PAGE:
In space, Chris Hadfield had the superpower of weightlessness. Back on Earth, he’s like an old man—shuffling his feet, feeling dizzy, and suffering aches and pains, he told reporters gathered at the Canadian Space Agency (CSA)’s headquarters in Montreal today, his first press conference since landing in Kazakhstan after a five-month mission to the International Space Station, where he became Canada’s first space commander.
“We’re tottering around like two old duffers in an old folks’ home,” Hadfield joked about himself and fellow astronaut Tom Marshburn, who was on the mission with him. Still, he seemed happy to be home.
Speaking from NASA’s Johnson Space Center in Houston, where Hadfield and Marshburn are undergoing extensive rehabilitation to build back their bodies after life in zero gravity, Hadfield spoke frankly about the physical challenges he’s facing. His openness was unsurprising for an astronaut who’s become such a celebrated communicator.
“I haven’t held my head up in five months, so my head is sore and my back is sore,” Hadfield said. “I’m still trying to stand up straight. I have to sit in the shower so I don’t faint and fall down.” With no calluses on the bottom of his feet, “it’s like I walked on hot coals yesterday.” Underneath his polo shirt, he was wearing a G-suit to squeeze his legs and push blood into his upper body. Even his mouth feels different in gravity: “I learned to talk with a weightless tongue.” He says he’s getting measurably better by the day.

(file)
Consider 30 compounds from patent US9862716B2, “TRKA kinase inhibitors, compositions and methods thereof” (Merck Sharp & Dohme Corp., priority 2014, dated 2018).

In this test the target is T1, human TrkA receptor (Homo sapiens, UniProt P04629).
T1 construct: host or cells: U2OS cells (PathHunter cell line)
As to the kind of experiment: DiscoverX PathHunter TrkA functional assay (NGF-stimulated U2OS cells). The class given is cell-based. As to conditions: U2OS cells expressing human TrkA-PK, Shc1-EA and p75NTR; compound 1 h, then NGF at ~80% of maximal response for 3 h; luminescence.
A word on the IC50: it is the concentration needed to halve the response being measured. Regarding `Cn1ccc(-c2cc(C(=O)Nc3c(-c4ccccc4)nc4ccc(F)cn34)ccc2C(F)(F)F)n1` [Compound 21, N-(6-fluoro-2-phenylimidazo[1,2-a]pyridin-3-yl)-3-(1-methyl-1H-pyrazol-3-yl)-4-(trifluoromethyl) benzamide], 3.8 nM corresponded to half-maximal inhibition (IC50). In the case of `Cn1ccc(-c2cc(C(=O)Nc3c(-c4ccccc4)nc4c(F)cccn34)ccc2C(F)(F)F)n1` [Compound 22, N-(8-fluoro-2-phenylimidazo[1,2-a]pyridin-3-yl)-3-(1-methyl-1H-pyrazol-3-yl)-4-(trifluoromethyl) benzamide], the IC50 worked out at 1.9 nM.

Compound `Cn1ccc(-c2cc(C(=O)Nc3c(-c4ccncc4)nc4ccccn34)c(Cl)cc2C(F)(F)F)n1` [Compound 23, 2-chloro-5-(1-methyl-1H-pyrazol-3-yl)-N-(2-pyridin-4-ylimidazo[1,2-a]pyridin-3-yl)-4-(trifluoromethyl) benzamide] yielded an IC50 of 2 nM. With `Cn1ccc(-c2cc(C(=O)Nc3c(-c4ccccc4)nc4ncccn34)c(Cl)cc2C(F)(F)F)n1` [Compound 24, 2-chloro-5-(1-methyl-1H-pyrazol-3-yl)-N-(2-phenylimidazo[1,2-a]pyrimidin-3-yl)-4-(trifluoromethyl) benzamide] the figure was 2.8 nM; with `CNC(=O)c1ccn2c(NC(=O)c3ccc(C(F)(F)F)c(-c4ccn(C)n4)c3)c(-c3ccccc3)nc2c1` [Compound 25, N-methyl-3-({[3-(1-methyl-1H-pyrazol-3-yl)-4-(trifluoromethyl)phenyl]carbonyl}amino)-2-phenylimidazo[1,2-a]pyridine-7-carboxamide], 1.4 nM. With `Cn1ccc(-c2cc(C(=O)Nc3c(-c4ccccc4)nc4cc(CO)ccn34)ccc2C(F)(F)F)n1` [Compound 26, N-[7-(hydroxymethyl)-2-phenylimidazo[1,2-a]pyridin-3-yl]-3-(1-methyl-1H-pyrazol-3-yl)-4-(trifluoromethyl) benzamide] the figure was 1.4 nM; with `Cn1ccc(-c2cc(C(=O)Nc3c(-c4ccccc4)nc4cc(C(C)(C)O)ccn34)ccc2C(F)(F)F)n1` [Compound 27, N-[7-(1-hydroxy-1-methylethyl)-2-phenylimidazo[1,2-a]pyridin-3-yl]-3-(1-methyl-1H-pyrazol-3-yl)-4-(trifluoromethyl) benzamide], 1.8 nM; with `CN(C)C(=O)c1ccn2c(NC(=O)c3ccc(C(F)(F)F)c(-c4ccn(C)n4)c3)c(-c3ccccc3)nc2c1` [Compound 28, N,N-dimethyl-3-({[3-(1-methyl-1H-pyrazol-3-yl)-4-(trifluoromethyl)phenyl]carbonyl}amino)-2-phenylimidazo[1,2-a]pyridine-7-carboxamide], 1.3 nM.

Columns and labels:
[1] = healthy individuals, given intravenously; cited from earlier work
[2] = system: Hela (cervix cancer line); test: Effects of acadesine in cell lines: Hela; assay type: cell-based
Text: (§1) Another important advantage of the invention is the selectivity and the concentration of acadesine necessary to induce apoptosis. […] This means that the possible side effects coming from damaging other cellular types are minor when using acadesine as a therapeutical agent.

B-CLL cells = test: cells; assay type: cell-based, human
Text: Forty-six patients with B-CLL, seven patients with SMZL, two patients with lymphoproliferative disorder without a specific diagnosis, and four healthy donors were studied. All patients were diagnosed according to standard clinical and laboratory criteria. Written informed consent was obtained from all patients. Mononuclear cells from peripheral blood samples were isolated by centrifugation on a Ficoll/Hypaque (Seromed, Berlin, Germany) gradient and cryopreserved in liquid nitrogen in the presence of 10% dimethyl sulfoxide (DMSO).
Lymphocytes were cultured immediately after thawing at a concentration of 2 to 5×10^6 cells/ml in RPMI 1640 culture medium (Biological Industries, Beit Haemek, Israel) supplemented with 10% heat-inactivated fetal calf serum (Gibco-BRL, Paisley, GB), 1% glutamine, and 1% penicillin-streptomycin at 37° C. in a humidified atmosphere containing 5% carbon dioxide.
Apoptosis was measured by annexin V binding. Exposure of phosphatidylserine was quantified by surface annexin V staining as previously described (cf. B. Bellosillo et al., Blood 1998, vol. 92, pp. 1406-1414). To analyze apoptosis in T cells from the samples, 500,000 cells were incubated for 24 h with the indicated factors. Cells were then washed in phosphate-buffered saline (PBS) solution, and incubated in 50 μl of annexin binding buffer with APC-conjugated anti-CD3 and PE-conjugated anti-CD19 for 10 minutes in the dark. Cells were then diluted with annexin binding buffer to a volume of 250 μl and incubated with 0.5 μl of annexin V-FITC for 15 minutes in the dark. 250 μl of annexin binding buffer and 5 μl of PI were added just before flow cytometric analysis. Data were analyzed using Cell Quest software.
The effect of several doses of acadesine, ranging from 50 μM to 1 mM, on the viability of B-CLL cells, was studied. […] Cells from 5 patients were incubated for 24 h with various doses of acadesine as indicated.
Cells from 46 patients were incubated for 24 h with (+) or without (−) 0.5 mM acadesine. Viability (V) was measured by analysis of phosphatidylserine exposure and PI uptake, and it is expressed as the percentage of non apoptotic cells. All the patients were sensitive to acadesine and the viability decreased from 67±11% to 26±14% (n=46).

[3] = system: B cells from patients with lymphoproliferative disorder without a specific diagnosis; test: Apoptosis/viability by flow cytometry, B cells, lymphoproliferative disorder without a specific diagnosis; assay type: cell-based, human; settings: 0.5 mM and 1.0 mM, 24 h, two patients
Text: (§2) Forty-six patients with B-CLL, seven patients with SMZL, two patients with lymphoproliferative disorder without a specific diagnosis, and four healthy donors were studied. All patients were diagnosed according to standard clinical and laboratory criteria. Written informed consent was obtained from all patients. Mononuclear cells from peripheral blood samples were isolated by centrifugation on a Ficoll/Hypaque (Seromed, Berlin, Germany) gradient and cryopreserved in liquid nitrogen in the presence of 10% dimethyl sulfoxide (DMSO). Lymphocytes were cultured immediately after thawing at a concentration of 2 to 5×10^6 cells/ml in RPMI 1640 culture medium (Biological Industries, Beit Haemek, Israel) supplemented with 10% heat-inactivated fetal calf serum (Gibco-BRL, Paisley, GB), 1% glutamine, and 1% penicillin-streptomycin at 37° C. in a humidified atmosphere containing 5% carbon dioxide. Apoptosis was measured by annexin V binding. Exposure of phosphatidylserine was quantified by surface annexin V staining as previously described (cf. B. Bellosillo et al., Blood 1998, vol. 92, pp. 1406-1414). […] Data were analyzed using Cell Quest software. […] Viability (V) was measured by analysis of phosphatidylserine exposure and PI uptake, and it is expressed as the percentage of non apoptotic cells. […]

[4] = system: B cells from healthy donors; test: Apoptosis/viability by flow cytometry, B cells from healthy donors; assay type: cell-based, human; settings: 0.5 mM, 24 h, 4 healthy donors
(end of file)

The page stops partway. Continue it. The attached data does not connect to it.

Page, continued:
Despite the huge amount of outreach Hadfield’s done from space—he’s active on every major social network, from Facebook to YouTube, and his Twitter feed now has almost one million followers—he seemed somewhat surprised to find the fame waiting for him at home. When pressed on whether he’d seek a role as president of the CSA, and what else came next, Hadfield was firm. “It’s like asking an infant if they’re ready for their PhD,” he insisted. He’ll be the parade marshal of the Calgary Stampede, and plans to be in Ottawa for Canada Day; but beyond that, he’s not making long term plans, staying focused on his debriefings and other commitments, including physical rehabilitation. He’s also a human lab rat, with researchers poking and prodding him to learn more about the effects of space travel.
Hadfield spoke with wonder about the sights he saw from above, “like an island off Turkey that looks like an exclamation mark, or a river in Brazil that looks like the S on Superman’s chest.” He’s happy to be back with two feet on the ground, just in time for spring.